Although a large portion of all Central American immigrants arrived in the United States in the past decade, there are substantial differences by country of origin. For example, while nearly half of Guatemalan (46.2 percent) and Honduran (44.4 percent) immigrants are recent arrivals, the shares of recent arrivals are much lower among immigrants from Belize (19.0 percent), Nicaragua (18.6 percent), and Panama (14.1 percent). The shares of recent arrivals among immigrants from El Salvador (32.1 percent) and Costa Rica (30.1 percent) are close to the group average.
Central American immigrants were more likely than other immigrants and the native born to be working age adults.
Of the Central American immigrants residing in the United States in 2009, 79.3 percent were adults of working age (between 18 and 54-years-old), 14.5 percent were seniors (age 55 and older), and 6.3 percent were youth (under age 18).
Of the total foreign-born population in the United States in 2009, 68.7 percent were of working age, 24.1 percent were seniors, and 7.2 percent were youth. Among native-born U.S. citizens, 64.8 percent were of working age, 32.0 percent were seniors, and 35.2 percent were youth.
Among Central American immigrants, 82.5 percent of Hondurans, 80.9 percent of Guatemalans, 80.8 percent of Salvadorans, 76.4 percent of Nicaraguans, 69.6 percent of Belizeans, 67.7 percent of Costa Ricans, and 56.7 percent of Panamanians were adults of working age.
Central American immigrant men outnumbered women in 2009.
Over half, or 53.8 percent, of Central American immigrants residing in the United States in 2009 were men, compared with 49.9 percent among all immigrant populations.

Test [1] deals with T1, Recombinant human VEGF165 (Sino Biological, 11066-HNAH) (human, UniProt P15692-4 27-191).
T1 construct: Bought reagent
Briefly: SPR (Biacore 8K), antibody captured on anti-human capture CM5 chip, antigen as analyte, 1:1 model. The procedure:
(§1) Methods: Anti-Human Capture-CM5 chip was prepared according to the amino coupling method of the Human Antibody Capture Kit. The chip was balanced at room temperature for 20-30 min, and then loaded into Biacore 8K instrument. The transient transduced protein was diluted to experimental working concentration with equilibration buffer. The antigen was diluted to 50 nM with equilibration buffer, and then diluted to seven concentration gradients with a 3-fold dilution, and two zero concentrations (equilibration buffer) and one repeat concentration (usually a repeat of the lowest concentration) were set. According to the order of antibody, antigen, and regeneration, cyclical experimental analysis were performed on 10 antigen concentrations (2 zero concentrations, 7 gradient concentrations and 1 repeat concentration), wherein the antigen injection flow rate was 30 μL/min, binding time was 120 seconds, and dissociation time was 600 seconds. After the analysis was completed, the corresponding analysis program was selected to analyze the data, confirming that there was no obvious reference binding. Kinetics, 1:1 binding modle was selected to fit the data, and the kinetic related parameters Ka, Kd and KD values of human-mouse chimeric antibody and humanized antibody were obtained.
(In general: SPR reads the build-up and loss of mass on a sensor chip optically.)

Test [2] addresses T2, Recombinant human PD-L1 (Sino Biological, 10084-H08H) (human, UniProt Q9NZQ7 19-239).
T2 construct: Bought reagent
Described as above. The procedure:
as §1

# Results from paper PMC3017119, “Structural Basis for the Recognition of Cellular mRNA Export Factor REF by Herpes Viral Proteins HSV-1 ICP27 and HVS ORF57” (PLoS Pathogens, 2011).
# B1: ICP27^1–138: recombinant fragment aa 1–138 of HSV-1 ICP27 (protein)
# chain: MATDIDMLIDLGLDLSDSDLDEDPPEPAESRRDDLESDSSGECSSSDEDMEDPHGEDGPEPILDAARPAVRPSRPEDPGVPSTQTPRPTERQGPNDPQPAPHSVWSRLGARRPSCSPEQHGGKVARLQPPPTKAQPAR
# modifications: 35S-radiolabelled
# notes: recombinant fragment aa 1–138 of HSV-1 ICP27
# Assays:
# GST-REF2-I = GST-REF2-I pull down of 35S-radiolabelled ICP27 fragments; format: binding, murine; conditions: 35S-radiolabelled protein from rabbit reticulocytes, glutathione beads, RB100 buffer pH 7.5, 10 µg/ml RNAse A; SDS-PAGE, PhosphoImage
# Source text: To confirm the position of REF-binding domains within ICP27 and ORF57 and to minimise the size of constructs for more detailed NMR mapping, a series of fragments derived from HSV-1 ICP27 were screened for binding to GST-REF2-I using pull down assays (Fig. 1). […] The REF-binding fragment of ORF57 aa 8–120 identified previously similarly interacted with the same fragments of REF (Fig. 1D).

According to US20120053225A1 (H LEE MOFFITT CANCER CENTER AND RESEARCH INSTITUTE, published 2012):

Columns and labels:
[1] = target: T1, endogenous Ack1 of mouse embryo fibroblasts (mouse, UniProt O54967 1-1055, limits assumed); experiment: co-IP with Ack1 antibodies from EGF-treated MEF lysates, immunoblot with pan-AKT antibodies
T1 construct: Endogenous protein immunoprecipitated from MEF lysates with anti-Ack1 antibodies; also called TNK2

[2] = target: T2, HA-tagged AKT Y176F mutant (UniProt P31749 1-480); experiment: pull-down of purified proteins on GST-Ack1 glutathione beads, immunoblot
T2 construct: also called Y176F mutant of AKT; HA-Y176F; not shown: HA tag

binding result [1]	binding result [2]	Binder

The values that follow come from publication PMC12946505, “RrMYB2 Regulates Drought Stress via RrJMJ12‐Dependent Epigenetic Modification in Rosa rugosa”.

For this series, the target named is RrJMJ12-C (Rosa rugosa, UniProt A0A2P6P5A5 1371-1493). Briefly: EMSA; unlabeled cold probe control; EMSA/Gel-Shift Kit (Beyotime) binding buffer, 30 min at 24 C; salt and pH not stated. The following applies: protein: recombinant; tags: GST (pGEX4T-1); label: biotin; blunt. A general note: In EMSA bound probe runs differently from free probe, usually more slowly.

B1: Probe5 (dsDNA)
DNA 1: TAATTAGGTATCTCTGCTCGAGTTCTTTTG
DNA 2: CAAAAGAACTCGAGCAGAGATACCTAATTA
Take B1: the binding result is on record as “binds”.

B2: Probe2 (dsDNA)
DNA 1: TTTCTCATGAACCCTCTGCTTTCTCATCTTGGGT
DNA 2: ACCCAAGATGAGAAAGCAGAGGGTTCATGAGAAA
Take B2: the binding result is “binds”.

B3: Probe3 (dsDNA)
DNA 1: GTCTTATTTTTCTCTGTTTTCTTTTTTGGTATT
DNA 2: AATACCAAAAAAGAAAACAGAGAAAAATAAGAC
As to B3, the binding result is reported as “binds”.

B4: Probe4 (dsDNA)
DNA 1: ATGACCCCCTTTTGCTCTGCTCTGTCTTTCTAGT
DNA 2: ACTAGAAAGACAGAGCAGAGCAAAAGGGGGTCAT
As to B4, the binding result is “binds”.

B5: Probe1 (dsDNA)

There are notable gender imbalances among the immigrant populations from several Central American countries. Men accounted for 61.2 percent of Guatemalan immigrants, for instance, and 54.8 percent of Honduran immigrants. By contrast, only 35.2 percent of Panamanian immigrants, 43.6 percent of Belizean immigrants, and 46.2 percent of Nicaraguan immigrants were men. Immigrant populations from other Central American countries were more gender balanced: 48.6 percent of Costa Rican immigrants and 52.5 percent of Salvadoran immigrants were men.
Two-thirds of Central American immigrants in 2009 were limited English proficient.
Over two-thirds (67.7 percent) of Central American immigrants reported speaking English less than "very well," thus classifying them limited English proficient (LEP). This is substantially higher than the 52.0 percent among all foreign born age 5 and older who reported limited English proficiency in 2009. Moreover, 17.5 percent of Central American immigrants reported speaking no English at all, compared with 10.6 percent of all immigrants who reported the same.